Why we are so trained to compete, instead to inspire, cheerlead and motivate ourselves, together with others, towards achievements?
That thought was carrying me a bit away this June.
Sometimes people can trigger very helpful — yet surprising — chains of thoughts in us. By that, they can trigger unknown insights into one’s past, but moreover new growth paths for the future. That is what happened to me while I was making my way into Dubai’s social life. I did not realize the new insight right away when I gained it as I was luckily consumed by the enjoyable moments than by psychology. But my subconsciousness – together with my brain – nudged me intensively to process it consciously. Well, half conscious, half asleep – it was already at 2AM that same day… (Do you also have such a crazily active brain like me, which obviously has its own independent existence to keep you up at night thinking?!)
It was processing and analyzing a simple situation, yet somehow sticking situation which happened on that, because I thought – and still think – that guy, we are going to talk about him in a minute, is a nice person, yet unconsciously I recognized some characteristics which I had to release over the last years while I was creating my own, new perspective on Leadership. This old pattern was: Gaining motivation and creating momentum by focusing on beating someone else (aka., competing mindset).
That seems now like super obvious and easy, but it was not. So, let’s dive into the situation a bit more how it evolved.
Let’s call my person – Peter. Peter and I met over a coffee, after we had matched on a dating app. Peter is a director of a large cooperation and hence a quite successful person, if we look from the point of societal definition of success. And, on top, he had just got a promotion. So, Peter is climbing up the ladder further, into an even more important leadership role, supervising and guiding others.
Peter and I were chatting about all sorts of topics like what we work, what we do in our leisure time, business stuff, the venue, and amusing ourselves with the Snapchat crying filter — so he’s fun, too. Sounded solid for a first date. Well, it was, until he randomly stated this story on which I got so stuck as I think it tells me a lot about some part of his leadership style…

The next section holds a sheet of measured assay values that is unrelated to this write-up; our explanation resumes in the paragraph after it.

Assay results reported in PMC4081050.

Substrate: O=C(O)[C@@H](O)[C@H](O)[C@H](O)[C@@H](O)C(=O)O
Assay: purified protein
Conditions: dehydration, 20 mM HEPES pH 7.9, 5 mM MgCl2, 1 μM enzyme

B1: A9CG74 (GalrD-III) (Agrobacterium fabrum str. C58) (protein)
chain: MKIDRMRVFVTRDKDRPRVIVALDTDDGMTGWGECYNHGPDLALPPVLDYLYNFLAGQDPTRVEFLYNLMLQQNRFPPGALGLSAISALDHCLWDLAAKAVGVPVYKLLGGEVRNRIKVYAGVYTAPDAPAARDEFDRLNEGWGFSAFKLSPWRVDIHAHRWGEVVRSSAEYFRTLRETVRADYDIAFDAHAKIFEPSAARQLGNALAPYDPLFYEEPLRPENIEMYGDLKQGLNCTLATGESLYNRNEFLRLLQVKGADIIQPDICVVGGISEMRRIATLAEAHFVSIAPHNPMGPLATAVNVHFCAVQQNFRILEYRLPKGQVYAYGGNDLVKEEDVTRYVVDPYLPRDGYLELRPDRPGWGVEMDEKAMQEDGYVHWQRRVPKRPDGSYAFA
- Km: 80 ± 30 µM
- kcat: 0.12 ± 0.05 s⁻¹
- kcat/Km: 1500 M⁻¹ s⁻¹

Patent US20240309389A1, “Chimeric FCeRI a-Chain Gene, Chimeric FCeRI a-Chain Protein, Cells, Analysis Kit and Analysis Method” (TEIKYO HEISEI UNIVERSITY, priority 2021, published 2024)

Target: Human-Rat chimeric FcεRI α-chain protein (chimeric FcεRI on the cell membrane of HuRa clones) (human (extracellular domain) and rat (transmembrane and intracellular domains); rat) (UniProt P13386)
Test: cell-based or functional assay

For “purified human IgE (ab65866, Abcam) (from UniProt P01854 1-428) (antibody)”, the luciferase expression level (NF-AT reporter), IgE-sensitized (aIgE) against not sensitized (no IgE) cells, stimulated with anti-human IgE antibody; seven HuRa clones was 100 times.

He and two friends of him wanted to lose weight, thanks to C-19. So, they came up with the idea to bet against each other who would lose the most weight in the set timeframe. They got quickly into competition mode as it is normal in your society. I think, to make his own journey a little bit more heroic (easy, we are on a date), he mentioned that both had a better starting point than him, aka. more to lose. So, to speed up his progress — and to ensure that he would win — he went on a 2-week exercises bootcamp: lots of movement and healthy food would of course be very beneficial.
Great, I thought. Self-improver mindset. I like that! But in the very next moment he killed it…. With a guffaw of laughter that reminded me a little bit of an emperor’s heroics — he told me that while he was rocking his bootcamp, he had sent his friends a seducing package of delicious chocolates to rally up his chances of winning the competition.
My jaw dropped. My eyes were wide open, and I bubbled, “That’s so mean!” He got that and went on explaining himself that he didn’t force them to eat the sweets. They have had a choice. “Yeah, that’s true,” I said, “but they are your friends!” After a pause, I added: “Well, then again, it’s true. It’s a good strategy [defeating your enemies] to win.”
I will stop here the story, as this was, what kept my brain working until late night – and my inner somehow alerted and growing.
So, what does this have to do with leadership styles? A lot.
It shows us, that we – as humanity – are still being trained to think that we can only win if others loose; that we think, that the competition mode is the best modus operandi to move us forward as we have never actively learnt or observed a different way; that we still have a lot do to redefine success – and the way towards success.
I don’t want to blame anyone – and for sure not Peter. I was there myself, in particular while I was fully believing and living in the old-fashioned, patriarchy consulting hamster wheel. I wrote a lot about the pressure of the old paradigm on women and men in my first book, and I still hope more and more people start question the old model. This example just shows how normal, real, and “daily” it still is around the world. Therefore, its perfect to work with it.
My question: Why did he — the same as many other people in the world — not support his friends in losing weight, instead of defeating them. Why couldn’t everyone win? Why did they even start with a competition where only one can win? Isn’t it, that all are winning if they lose weight, no matter who is the quickest? Why did they not make a bet for the sum of all lost kgs? So that everyone is motivated to cheerlead the others to their common goal.
I have the impression we urgently need a paradigm shift of “how to win” — from the old-fashioned picture of destroying, beating, defeating the others (the enemy), to everyone wins – CheerLeading ourselves and others along the way, where we
- have a wide-open mind to infinite possibilities without comparisons.
- can win, without focusing on the other to lose.
- move away from competing against each other, to CheerLeading each other into success.
What do you think? (I hope we’re on the same page. If not, I am also fine. I will still not compete against you. ;))
So, why was I so paralyzed and thoughtful about his sentences?
Because I really believe that he does not need that sort of thing or mindset to achieve anything he wants. Yes, I believe in the best of everyone because I can see their highest potential; and, I am sure, everyone can reach it. So, can he – and for sure, will.